From Orlando to Yorkshire: the quest for meaning
Why it’s wrong to use violent acts to bolster your political standing.
The world today seems far more complicated than it was when MP Airey Neave was assassinated in 1979, or when MP Ian Gow was killed in 1990. In both those cases, militant Irish groups claimed responsibility — the INLA for Neave’s killing, the IRA for Gow’s — meaning there was no need to launch an exhaustive search for an explanation for what had happened. Matters are far more confusing in the 21st century. It is still far from clear who was behind the destruction of the World Trade Center in 2001, and a significant section of the American public refuses to believe the official version of events.
In recent times, the authors of acts of terror have tended not to issue statements claiming responsibility. At the same time, the line that divides politically motivated violence and murders committed by disturbed individuals has become blurred. The increasingly arbitrary character of such acts of destruction also contributes to the confusion that surrounds them. The murder of Jo Cox and the mass slaughter of clubbers at a gay venue in Orlando speak to this new arbitrariness, and the feelings of disarray it can provoke.
The targets of such violence are becoming more and more random, and the attitude of the killers seems increasingly indiscriminate. Today, we are far more likely to see attacks on schools, nightclubs, sporting events and public institutions than against military installations. And even though these kinds of attacks are very, very rare, still their randomness lends them a frightening quality. Such attacks also test society’s ability to give meaning to difficult or violent events. ‘Why would Jo Cox be the target of such a brutal murder?’ is a far harder question to answer than why Airey Neave was assassinated: he had well-known connections with the military and Northern Ireland, and it was known that Irish groups were interested in assassinating such individuals.
The difficulty we have in making sense of the violence afflicting public life has inevitably given rise to conspiracy theories, which now compete with official versions of events. The proliferation of conspiracy theories around 9/11 is an extreme version of a growing tendency to assume that ‘the real story’ is not perceptible to the average person.
But these far-fetched conspiracy theories, involving secret cabals of global manipulators, are not the greatest problem when it comes to clarifying the threats we face. A far more insidious development in response to acts of violence against public life is the rise of competitive fingerpointing. It is of course understandable that people’s reactions to major acts of violence will have a subjective dimension to them, and there will be a temptation to interpret these events along the lines of one’s previously held convictions. But it is highly damaging to public life when a tragic event becomes weaponised, and is used to discredit one’s opponent.
There was something really unseemly about the competitive blame game that erupted in the aftermath of Orlando. It should have been evident to everyone that a pretty isolated individual perpetrated this horrific act. And yet, almost immediately, the atrocity was used as an opportunity to make general statements about Islam. Some insisted that the media’s failure to use the term ‘radical Islam’ was an act of cowardice and betrayal. Others demanded that the massacre be held up as evidence of a growing tide of homophobia in the US. Soon, the squabbling over who or what was to blame for Orlando came to be decoupled from what had actually occurred on that terrible night. The likelihood that Omar Mateen was a messed-up individual rather than the personification of a cause was rarely considered; instead, the race was on to find proof for pre-existing beliefs and prejudices.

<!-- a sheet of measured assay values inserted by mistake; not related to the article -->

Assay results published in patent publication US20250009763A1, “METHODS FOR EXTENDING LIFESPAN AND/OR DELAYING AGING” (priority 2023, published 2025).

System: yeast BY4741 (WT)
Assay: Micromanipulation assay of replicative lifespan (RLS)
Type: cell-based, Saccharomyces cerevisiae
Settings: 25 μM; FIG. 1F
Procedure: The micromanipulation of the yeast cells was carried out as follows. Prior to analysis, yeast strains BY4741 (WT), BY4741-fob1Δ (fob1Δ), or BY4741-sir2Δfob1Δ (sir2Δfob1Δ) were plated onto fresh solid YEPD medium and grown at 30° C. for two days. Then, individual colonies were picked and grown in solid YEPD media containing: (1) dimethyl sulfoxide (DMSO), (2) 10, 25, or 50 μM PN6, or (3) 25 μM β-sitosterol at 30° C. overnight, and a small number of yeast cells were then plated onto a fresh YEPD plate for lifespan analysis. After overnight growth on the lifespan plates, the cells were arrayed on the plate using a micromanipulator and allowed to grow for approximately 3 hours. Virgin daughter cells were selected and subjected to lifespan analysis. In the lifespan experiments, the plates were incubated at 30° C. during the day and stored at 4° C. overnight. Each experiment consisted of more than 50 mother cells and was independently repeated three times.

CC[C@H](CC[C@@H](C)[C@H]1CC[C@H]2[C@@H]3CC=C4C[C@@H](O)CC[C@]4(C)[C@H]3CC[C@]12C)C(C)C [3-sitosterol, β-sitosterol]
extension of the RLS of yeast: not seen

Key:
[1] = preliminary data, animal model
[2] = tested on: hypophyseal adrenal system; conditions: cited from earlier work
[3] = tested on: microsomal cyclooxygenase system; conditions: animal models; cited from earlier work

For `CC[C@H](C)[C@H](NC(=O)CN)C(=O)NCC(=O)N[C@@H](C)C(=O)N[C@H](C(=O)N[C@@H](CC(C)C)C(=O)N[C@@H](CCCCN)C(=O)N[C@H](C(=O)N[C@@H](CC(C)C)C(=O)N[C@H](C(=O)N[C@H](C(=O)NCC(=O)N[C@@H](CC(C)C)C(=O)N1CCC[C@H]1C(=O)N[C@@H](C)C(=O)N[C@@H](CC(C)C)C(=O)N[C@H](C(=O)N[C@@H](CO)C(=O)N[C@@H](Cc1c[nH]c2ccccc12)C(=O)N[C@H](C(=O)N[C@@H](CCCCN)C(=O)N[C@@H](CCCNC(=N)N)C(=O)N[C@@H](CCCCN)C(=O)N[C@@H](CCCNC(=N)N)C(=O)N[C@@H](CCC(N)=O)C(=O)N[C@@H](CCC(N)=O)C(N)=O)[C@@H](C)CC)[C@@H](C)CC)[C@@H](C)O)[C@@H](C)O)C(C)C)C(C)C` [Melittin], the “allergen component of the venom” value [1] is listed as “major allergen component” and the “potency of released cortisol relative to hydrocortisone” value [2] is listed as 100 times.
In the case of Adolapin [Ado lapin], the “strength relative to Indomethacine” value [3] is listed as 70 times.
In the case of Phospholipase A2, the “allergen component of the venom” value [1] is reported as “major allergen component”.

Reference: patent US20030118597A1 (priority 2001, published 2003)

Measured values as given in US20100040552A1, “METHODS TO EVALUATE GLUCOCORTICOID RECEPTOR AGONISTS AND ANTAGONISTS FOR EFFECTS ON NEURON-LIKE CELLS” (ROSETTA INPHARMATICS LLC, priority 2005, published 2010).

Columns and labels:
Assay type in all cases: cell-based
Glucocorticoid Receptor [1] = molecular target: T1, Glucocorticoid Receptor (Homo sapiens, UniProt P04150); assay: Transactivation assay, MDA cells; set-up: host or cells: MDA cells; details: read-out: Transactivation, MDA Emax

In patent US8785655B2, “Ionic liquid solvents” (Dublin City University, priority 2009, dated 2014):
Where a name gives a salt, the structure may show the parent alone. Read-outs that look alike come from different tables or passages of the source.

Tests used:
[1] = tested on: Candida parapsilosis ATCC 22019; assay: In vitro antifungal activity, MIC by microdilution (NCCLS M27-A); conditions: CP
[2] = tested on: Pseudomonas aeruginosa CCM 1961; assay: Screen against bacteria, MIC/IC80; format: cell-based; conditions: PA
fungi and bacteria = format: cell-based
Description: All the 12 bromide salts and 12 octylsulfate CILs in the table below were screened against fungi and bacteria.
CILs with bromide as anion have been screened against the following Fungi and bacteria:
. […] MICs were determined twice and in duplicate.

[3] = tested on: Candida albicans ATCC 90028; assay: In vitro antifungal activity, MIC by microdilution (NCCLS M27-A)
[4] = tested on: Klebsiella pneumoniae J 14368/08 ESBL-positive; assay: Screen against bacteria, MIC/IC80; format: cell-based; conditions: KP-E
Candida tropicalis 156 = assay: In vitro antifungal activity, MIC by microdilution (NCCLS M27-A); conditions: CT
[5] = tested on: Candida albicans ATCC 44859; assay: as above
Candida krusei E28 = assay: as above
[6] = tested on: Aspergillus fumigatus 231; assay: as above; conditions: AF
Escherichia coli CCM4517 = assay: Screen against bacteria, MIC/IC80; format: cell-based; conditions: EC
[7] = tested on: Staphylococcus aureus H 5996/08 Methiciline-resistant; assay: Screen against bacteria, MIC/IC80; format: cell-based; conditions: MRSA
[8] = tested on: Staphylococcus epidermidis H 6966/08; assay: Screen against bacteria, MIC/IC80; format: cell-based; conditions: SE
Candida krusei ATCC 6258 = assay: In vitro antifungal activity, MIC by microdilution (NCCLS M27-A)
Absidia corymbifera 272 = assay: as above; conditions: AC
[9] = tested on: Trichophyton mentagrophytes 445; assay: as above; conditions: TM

The exploitation of the murder of Jo Cox has, if anything, been even more mendacious. One does not need a PhD in clinical psychology to see that Thomas Mair is anything but the personification of a serious or substantial political outlook. Yet this man, who, by all accounts, had been as estranged and isolated from public life as most lonely murderers turn out to be, was swiftly held up as a symbol of the hate that is apparently coarsening public life – particularly around the EU referendum. In principle, nothing can or should be ruled out when it comes to discussing and finding the reasons for the murder of a parliamentarian — but the transformation of the murder of an MP by a lone gunman into an argument against one’s opponents, in the midst of a major national debate, spoke to a new low in moral and political life.
The casual manner in which tragic events are hurled at opponents, the swiftness with which they are mobilised to serve a cause, represents a worrying trend in public life. It represents the abandonment of any attempt to reach a consensus on the meaning behind tragic events. It also serves to distract attention from the uncomfortable truth that, for all their outward differences, Mateen and Mair may have had more characteristics in common than some seem willing to accept. What we are witnessing is not so much a rise in cause-driven acts of violence, but a situation in which violent individuals are expressing themselves through an off-the-shelf cause.
Frank Furedi is a sociologist and commentator. His latest book, Power of Reading: From Socrates to Twitter, is published by Bloomsbury Continuum. (Order this book from Amazon UK.)
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